Bigman had served for many years in the British Army and had been under mortar attack in Afghanistan and Iraq. He had never imagined dying at the hands of a headless robot. Somehow the fact that the robot lacked any semblance of a head, whatsoever, particularly upset him. Desperately, he silenced his BeetleBand but then of course it began to flash, so he covered it with his shirt, but it started vibrating on his arm. At this point, for unknown reasons, Lionel Bigman took off his BeetleBand and threw it into a corner of the room. As the ANT moved towards him, Lionel said, ‘Hello, sir. Is there a problem?’

‘You have committed an atrocious crime,’ said the ANT. ‘Is it a crime? Is that a recent law?’ ‘It has always been a crime.’ ‘Well, in my defence, the traffic was appalling that day.’

‘I suggest this was not a reasonable response to stress or traffic,’ said the ANT, which was programmed to perform complex negotiations with terrorists and others who posed an urgent threat to national security. The noise seemed to come from its chest, which was unnerving.

‘I shouldn’t have sworn, I absolutely agree,’ said Bigman. ‘It was very rude.’

‘That is the least of your crimes,’ said the ANT.

‘Would you put down your gun, sir?’ said Bigman. Experience in high-risk situations as a Sergeant Major had taught him that deference was advisable. Even to creatures without a head. In this case, deference was totally ineffective. It was possible that the ANT was not programmed to register deference. It said: ‘You need to come with me.’

‘Come where?’ asked Bigman.

At this, the ANT raised its gun. Bigman stood and put down his copy of the Sun. He folded it carefully, not knowing what else to do. He felt incredibly sad, that everything around him was so incomprehensible, so dreamlike, that there was this headless creature, who seemed for some reason to hate him, brandishing a gun.

‘It was just a stupid joke!’ he said. ‘I don’t even understand what the fuss is about.’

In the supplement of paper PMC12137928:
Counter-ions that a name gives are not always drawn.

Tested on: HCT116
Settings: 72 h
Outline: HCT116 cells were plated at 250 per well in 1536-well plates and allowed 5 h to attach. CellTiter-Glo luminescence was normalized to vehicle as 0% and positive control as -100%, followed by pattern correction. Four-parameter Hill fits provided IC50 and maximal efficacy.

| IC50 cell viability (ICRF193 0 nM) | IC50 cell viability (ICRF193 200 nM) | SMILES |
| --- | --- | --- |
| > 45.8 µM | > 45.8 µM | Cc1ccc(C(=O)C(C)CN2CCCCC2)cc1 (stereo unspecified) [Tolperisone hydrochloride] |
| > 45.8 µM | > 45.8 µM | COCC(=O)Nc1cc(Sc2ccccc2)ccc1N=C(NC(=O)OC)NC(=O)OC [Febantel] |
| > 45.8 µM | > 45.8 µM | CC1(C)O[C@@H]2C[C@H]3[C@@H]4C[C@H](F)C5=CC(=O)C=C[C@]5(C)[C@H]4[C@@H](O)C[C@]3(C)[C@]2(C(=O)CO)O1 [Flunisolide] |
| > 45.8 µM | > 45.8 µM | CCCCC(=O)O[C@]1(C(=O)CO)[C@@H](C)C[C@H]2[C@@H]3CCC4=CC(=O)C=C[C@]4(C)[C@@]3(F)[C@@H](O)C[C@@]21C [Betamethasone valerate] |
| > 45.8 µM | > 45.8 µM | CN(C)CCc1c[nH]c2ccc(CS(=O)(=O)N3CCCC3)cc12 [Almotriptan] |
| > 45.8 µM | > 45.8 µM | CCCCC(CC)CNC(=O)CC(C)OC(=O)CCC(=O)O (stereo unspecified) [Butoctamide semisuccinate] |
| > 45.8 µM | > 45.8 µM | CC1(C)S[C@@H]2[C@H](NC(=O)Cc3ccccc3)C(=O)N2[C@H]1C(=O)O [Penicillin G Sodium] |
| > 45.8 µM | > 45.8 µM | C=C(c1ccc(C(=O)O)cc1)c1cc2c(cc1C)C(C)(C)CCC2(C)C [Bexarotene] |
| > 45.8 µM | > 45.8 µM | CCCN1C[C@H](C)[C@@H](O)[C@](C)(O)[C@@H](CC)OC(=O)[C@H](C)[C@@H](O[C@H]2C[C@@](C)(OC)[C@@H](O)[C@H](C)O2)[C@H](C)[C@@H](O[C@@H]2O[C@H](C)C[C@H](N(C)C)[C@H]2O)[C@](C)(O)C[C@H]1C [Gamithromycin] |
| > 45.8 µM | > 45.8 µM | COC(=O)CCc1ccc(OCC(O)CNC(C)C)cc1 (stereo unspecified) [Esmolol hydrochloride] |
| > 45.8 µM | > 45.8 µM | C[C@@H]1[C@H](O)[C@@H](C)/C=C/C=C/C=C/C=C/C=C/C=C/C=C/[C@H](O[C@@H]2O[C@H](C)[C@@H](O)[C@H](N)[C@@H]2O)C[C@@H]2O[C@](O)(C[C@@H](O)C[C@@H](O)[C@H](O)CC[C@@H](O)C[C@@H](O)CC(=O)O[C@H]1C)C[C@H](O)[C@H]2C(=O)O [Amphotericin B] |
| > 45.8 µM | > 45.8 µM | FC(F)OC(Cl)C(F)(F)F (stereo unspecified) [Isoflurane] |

‘Clearly you have a very poor sense of humour,’ said the ANT, and shot Bigman in the face.

In the bathroom, George Mann scrambled out of a window, his fingers still covered with melted butter, so he fell and banged his head. When the ANT arrived he had been staring nervously at the door, waiting for someone – or something – to come and kill him. He had wanted this thing or person to kill him, in fact, but when the moment arrived he experienced a spasm of fear. It was perhaps not by chance that Mann had positioned himself by the door to the Gents, so he was able to push it open and disappear, before the ANT could register his presence. Now, sweating and crying, Mann jumped down into a small courtyard, hitting his head again, tearing his clothes. As he began to scurry along the street, the sound of sirens punctured the dawn.

The ANT stood above Lionel Bigman. From somewhere in its chest came the words: ‘Terror Suspect Neutralised.’

Responses to this bewildering accident were various. Eloise Jayne, observing the events on ANTCam, had jumped when the shot was fired. The SAYD programming was highly delicate and ANTs were meant to be less inclined to shoot than their human equivalents. Furthermore, the ANTs were meant to shoot to immobilise, rather than to kill. In general the ANTs’ decision-making process and general consciousness were quite mysterious. Eloise had argued against the ANTs, in fact, and had suggested they should not be quite so autonomous, but Commissioner Newton had explained that there was no time, in crisis situations, for these state-of-the-art droids to be controlled by humans. The ANTs, he explained, made decisions far more swiftly and efficiently than any human could and their algorithms were immaculate. If an ANT were to shoot a human it would only be because the predictive chain was unequivocal, and the human was about to commit a terrible crime.

For some time after that, Eloise played the footage over and over again on her BeetlePad: Lionel Bigman attempting to negotiate on the basis of his fundamental innocence, which was real and – she would have imagined – irrefutable, then the change in atmosphere, his escalating terror, the way a muscle in his cheek flexed and flexed again as he contemplated the ANT, as the ANT raised his gun, the way Bigman’s voice trembled a little as he tried to persuade the ANT not to fire on him. She watched Bigman – with a look of astonishment – succumbing to a single, devastating shot to the temple, the force hurling him backwards, so he ended his life splayed across a shattered chair. At this point, Pat, who had been hiding behind the counter, screamed ‘Fucking Hell!’ and ran towards the dying man, even as the ANT said: ‘Do not approach the target. Step back. Step away immediately.’ With the ANT’s gun trained on him, Pat dragged this heavy, thickset, dying man onto his lap and tried to comfort him. Lionel Bigman seemed, at that stage, beyond comfort – one of his eyes had been blasted out of the socket and the other was full of blood. There was blood everywhere – it was being pumped vigorously from Bigman’s head, down his shirt, onto Pat and across the floor. Eloise noticed that she was crying and wiped the tears away, as her BeetleBand buzzed on her wrist.